Against the heat How effectively green roofs and facades cool in Bonn

Bonn · Green roofs and facades are still the exception rather than the rule in Bonn. But a lot can be achieved with small means. Two women from Bonn show how effective plants on buildings can be against heat.

 A green facade is more a matter of conviction than effort, find Andrea Muno-Lindenau (left) and Hildegard Boisserée-Frühbuss (right).

A green facade is more a matter of conviction than effort, find Andrea Muno-Lindenau (left) and Hildegard Boisserée-Frühbuss (right).

Foto: Martin Wein

At best, planted roofs and facades don't just look pretty. Especially in densely built-up urban heat islands such as downtown Bonn, the center of Bad Godesberg, or the commercial areas of Beuel, they can also significantly improve the microclimate. On the one hand, the shading of the building envelope provides cooling. On the other hand, the plants retain rainwater and later cool the surroundings by evaporating it. In addition, there are other advantages because, for example, bitumen membranes or plastic films on flat roofs are no longer directly exposed to the sun and therefore last longer.

So much for the theory. But if you walk through Bonn in summer temperatures, the heat continues to build up in concrete and asphalt canyons as far as the eye can see. Green spaces are the exception rather than the rule in many neighborhoods. Green facades are almost non-existent. Even the City of Bonn's emergency program from last year, in which homeowners are reimbursed up to 50 percent of the costs by the municipality, has not substantially changed this situation.

At the Wissenschaftsladen Bonn, they are trying to reverse the trend toward more urban greenery with various projects. On a muggy afternoon, Hildegard Boisserée-Frühbuss, an agricultural economist, seeks shade under a carport at Godesberger Straße 55 in Friesdorf. Josef Küpper has installed a photovoltaic system on the roof of the shelter. It supplies electricity for electric vehicles. Solar thermal energy heats the water. Contributions also to climate protection. The microclimate in the company courtyard is nevertheless hot and stuffy. Apart from a tiny strip of greenery with five pruned trees between the parking spaces, there is no greenery. Everything is paved and without shade.

Project aims to promote greening of buildings

That's about to change in the "Factor Green" project - sponsored by the Federal Environment Agency. The grassy area could be planted, and the bare wall of the neighboring property could be greened over, Boisserée-Frühbuss hopes. "That would have a noticeable effect because the heat wouldn't bounce back as much," she says.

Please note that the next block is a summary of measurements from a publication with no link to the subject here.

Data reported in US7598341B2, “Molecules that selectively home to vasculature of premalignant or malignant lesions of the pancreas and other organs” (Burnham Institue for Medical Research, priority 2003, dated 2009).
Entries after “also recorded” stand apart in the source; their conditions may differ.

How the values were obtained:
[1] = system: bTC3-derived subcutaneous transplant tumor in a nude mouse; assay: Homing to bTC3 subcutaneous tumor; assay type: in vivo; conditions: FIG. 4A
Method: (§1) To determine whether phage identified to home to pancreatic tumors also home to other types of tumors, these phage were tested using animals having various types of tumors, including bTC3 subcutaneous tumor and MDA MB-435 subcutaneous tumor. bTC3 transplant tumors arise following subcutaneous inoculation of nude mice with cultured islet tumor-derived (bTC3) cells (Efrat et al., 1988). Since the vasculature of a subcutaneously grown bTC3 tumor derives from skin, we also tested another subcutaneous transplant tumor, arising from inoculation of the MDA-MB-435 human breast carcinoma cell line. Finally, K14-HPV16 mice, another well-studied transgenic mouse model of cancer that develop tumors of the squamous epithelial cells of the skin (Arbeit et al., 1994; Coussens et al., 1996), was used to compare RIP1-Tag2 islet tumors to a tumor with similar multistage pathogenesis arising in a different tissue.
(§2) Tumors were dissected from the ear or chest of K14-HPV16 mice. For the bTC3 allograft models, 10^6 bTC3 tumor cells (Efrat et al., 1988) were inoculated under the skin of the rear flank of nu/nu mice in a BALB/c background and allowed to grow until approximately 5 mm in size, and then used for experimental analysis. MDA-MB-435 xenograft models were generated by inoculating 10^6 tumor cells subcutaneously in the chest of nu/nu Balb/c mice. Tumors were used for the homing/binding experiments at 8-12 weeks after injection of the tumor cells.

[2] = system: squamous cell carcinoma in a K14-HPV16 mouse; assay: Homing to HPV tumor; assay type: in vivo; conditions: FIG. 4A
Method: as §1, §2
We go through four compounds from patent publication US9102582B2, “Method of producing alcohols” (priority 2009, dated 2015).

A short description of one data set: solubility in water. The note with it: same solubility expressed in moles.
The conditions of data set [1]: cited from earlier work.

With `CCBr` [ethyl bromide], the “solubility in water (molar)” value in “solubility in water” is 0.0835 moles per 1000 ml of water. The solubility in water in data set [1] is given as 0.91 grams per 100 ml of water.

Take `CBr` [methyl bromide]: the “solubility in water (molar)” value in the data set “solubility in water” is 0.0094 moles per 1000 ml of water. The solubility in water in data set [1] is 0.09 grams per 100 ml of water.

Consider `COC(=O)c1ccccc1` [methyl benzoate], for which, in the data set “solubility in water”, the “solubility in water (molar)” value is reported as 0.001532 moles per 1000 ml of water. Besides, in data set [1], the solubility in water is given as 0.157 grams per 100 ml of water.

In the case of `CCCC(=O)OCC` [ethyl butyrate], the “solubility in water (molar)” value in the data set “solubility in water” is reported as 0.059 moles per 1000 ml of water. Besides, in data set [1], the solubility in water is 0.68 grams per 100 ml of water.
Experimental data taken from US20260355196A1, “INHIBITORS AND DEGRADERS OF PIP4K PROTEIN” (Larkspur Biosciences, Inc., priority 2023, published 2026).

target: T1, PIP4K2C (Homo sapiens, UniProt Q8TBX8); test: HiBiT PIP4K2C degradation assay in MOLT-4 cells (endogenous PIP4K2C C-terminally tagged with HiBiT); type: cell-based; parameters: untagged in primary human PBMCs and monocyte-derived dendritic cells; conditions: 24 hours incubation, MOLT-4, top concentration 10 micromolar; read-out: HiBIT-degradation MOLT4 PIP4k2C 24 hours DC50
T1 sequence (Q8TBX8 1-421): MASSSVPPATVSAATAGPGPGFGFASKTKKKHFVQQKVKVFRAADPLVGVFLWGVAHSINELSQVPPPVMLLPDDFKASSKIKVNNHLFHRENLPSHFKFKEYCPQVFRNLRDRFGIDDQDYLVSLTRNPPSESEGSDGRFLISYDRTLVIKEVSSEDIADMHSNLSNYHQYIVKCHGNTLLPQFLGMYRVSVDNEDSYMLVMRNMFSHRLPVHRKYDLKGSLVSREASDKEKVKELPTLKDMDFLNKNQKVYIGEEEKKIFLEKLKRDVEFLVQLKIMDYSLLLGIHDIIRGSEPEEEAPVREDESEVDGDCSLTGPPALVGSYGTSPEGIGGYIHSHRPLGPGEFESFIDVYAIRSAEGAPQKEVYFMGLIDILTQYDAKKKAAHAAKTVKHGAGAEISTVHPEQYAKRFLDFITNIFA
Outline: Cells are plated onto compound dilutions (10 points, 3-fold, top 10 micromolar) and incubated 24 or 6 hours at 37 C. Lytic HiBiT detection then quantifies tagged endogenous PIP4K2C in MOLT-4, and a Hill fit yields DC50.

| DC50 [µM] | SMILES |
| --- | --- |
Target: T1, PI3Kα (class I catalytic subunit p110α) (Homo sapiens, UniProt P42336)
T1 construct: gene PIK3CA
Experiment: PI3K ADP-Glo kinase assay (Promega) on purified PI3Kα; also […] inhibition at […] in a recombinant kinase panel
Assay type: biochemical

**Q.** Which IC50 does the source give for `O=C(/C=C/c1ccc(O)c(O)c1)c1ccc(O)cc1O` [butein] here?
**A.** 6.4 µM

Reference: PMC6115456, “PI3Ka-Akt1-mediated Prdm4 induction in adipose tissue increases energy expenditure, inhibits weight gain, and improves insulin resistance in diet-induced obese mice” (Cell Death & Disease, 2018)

A planned addition to the hall-like company building would have a green roof terrace and a green facade facing southwest. Employees are expected to help shape the design. "It's also about a mental shift in the mind," Boisserée-Frühbuss says. The idea that plants and animals have a place in the city, at best in ornamental gardens, must be overcome, she says. Instead of plucking every blade of "weed," parking lots, for example, could simply be unsealed with so-called grass pavers. When it rains, moisture can then seep away instead of flooding the overloaded sewage system.

At Andrea Muno-Lindenau's home in Duisdorf, you can see what the result can look like. On the way to her house on a side street, a lone rose bush in a gravel area graces a front yard. The path leads over a driveway with said grass pavers.

Behind the house, a vine has climbed up the south façade for two decades. "The only thing we do is cut the gutters clear once a year in the fall," Muno-Lindenau says. How much heat that keeps out, she can't say. After all, the house meets low-energy standards anyway and is insulated accordingly.

Gardens as cool oases in the city

While the heat builds up outside on the residential street with its asphalt lanes, sidewalks and a spacious turning ramp, her garden is a cool, green oasis. There are no stones here. Clematis and other climbing plants have conquered the wooden fences to the neighbors. In the early evening sun, the insect hotel is as busy as Cologne-Bonn Airport these days. The terrace is made of native Douglas fir wood. The rainwater from the roof collects in a wooden barrel and thus remains on the property. The water is sufficient to occasionally fill the small pond in a corner of the garden, which serves as a breeding ground for insects and a watering place for birds.

The additional costs for greenery are kept within narrow limits, says Muno-Lindenau, who in return can offer guests fresh tomatoes to try. The cost of greening and shading measures is also often low, adds Boisserée-Frühbuss. Entire industrial estates can be greened in cooperation between local authorities and companies. However, those wishing to convert should seek the advice of experts to ensure that trees or climbing plants do not attack the fabric of the building years later.

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